Tag Archives: replication

MySQL (Percona XtraDB) slave replication crash resilience settings

It’s been a geological age since my last blog post!

Oh, so many things happened in the meantime. For the past four years, I worked on the development and operations side of the news recommendation system that powered Opera Discover. With enough energy, I have planned to write a recommender systems “primer” series. We’ll see.

Meanwhile, I’d like to keep these notes here. They’ve been useful to make MySQL replication recover gracefully from network instability, abrupt disconnections and generally datacenter failures. Here they are.

Coming MySQL 5.6 on Debian Wheezy, we began to experience mysql replication breakages after abrupt shutdowns or sudden machine crashes. When systems came back up, more frequently then not, mysql replication would stop due to corrupted slave relay logs.

I started investigating this problem and soon found documentation and blog posts describing the log corruption issues and how mysql development addressed that. Here’s the pages I used as references:

Additionally, we had (I believe unrelated) problems with some mysql meta tables that couldn’t be queried, even though they were listed as existing in the mysql shell and in the filesystem.
We solved this problem with the following steps:

DROP TABLE innodb_table_stats;
stop mysql
rm -rf /var/lib/mysql/mysql/innodb_table_stats.*
restart mysql

These steps have to be executed in this order, even if altering a table after having dropped it may seem nonsensical. It is nonsensical, as sometimes mysql things are.

Crash safe replication settings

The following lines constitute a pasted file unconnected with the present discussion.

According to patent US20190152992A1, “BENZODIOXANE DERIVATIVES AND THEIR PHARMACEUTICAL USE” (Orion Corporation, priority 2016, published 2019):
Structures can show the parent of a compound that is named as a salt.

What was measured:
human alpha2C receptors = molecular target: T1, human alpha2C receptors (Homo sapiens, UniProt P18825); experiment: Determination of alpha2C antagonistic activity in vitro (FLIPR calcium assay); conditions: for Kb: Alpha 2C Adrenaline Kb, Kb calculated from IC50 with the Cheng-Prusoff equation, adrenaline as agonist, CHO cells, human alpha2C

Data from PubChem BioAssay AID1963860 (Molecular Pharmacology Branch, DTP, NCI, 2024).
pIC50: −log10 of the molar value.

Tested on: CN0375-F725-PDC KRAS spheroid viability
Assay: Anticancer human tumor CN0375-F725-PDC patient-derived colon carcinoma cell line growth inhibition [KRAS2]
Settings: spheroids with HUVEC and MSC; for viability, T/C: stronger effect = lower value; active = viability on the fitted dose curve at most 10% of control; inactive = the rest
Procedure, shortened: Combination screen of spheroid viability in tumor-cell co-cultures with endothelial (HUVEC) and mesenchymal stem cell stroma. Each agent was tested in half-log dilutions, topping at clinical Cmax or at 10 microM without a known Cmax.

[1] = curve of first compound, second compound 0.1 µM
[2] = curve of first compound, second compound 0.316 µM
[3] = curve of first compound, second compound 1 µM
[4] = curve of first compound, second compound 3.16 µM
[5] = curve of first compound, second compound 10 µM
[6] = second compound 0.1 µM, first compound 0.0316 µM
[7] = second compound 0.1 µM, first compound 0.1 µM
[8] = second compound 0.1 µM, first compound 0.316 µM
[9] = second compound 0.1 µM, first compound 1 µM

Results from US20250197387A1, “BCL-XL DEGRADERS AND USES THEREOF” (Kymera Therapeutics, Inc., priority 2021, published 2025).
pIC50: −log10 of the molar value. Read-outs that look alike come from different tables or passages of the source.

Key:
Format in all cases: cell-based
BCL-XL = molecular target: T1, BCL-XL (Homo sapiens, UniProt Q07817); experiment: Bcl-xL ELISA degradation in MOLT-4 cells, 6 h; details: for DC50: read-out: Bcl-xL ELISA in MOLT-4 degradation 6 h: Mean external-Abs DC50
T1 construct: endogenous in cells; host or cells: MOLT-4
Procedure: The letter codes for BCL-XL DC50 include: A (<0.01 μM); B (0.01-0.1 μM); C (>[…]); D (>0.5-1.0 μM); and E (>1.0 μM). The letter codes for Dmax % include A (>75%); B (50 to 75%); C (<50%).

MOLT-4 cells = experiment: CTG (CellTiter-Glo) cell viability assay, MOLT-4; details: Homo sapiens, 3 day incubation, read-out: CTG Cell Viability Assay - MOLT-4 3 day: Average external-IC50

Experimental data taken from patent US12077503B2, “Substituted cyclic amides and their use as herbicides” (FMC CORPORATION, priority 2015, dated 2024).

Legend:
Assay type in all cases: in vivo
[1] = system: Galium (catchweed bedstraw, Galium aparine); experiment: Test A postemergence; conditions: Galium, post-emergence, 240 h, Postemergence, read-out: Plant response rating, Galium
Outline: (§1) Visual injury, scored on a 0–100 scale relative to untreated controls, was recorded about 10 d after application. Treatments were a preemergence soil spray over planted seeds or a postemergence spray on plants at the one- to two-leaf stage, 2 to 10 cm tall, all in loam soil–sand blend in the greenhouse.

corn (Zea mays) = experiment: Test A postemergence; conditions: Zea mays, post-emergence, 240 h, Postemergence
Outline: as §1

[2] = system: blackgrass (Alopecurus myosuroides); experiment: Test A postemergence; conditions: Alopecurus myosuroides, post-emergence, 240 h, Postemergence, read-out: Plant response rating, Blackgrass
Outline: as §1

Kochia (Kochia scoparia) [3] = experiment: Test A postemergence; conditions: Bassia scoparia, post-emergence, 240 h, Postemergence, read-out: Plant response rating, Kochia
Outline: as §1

We’ve distilled a set of standalone replication settings that will provide years and years of unlimited crash-safe replication fun (maybe). Here they are:

# More resilient slave crash recovery
master-info-repository = TABLE
relay-log-info-repository = TABLE
relay-log-recovery = ON
sync-master-info = 1
sync-relay-log-info = 1

Let’s see what each of these settings does.

master-info-repository=TABLE and relay-log-info-repository=TABLE instruct mysql to store master and relay log information into the mysql database rather than in separated *.info files in the /var/lib/mysql folder.
This is important because in case of crashes, we would like to ensure that master/relay log information is subject to the same ACID properties that the database itself provides. Corollary: make sure the relevant meta tables have InnoDB as storage engine.
For example, a SHOW CREATE TABLE slave_master_info should say Engine=InnoDB.

relay-log-recovery=ON is critical in case of corruption of relay log files on a slave system. When MySQL encounters corrupted relay log files during startup, by default it will drop the ball and halt. This option set to ON, will cause mysql to attempt refetching the relay log files from the master database. The master should then be configured to keep its binlogs for a suitable amount of time (often I use 2 weeks, but really depends on the volume of database changes). As a test, it’s possible to replace the current relay log file with a corrupted copy (from /dev/urandom for example). MySQL will discard the corrupted log file and attempt download from the master, after which a regular startup will be carried out. Fully automatic recovery!

sync-master-info=1 and sync-relay-log-info=1 enable the synchronized commit of both master and relay log information to the database with every transaction commit. This is again something that must be evaluated in each single application. Most probably if you have a high volume of writes, you don’t want to enable it. However, if the writes rate is low enough, this option won’t cost any additional performance and should instead make sure that the slave_master_info and slave_relay_log_info tables are always consistent with the state of the replication and of the rest of the database.